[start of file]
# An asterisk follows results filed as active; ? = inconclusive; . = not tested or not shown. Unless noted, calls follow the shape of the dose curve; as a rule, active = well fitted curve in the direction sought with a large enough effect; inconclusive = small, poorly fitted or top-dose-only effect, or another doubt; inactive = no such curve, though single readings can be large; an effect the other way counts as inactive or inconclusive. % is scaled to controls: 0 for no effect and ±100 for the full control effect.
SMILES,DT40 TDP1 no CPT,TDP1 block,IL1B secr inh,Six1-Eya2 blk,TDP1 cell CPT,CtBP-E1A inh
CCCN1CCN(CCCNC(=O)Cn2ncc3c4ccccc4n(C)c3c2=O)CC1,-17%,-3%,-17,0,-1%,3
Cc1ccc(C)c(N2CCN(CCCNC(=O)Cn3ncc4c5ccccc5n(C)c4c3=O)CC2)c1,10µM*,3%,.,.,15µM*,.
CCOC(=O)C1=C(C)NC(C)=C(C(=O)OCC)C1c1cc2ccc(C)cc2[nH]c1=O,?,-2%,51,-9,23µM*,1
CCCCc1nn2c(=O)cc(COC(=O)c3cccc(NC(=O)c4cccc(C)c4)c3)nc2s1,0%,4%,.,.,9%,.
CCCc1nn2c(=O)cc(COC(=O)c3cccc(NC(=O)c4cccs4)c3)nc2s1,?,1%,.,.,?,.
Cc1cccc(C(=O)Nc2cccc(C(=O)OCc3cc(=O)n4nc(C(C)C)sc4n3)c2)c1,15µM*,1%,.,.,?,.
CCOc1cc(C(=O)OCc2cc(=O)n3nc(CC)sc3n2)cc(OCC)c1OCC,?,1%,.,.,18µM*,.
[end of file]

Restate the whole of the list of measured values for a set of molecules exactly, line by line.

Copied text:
# An asterisk follows results filed as active; ? = inconclusive; . = not tested or not shown. Unless noted, calls follow the shape of the dose curve; as a rule, active = well fitted curve in the direction sought with a large enough effect; inconclusive = small, poorly fitted or top-dose-only effect, or another doubt; inactive = no such curve, though single readings can be large; an effect the other way counts as inactive or inconclusive. % is scaled to controls: 0 for no effect and ±100 for the full control effect.
SMILES,DT40 TDP1 no CPT,TDP1 block,IL1B secr inh,Six1-Eya2 blk,TDP1 cell CPT,CtBP-E1A inh
CCCN1CCN(CCCNC(=O)Cn2ncc3c4ccccc4n(C)c3c2=O)CC1,-17%,-3%,-17,0,-1%,3
Cc1ccc(C)c(N2CCN(CCCNC(=O)Cn3ncc4c5ccccc5n(C)c4c3=O)CC2)c1,10µM*,3%,.,.,15µM*,.
CCOC(=O)C1=C(C)NC(C)=C(C(=O)OCC)C1c1cc2ccc(C)cc2[nH]c1=O,?,-2%,51,-9,23µM*,1
CCCCc1nn2c(=O)cc(COC(=O)c3cccc(NC(=O)c4cccc(C)c4)c3)nc2s1,0%,4%,.,.,9%,.
CCCc1nn2c(=O)cc(COC(=O)c3cccc(NC(=O)c4cccs4)c3)nc2s1,?,1%,.,.,?,.
Cc1cccc(C(=O)Nc2cccc(C(=O)OCc3cc(=O)n4nc(C(C)C)sc4n3)c2)c1,15µM*,1%,.,.,?,.
CCOc1cc(C(=O)OCc2cc(=O)n3nc(CC)sc3n2)cc(OCC)c1OCC,?,1%,.,.,18µM*,.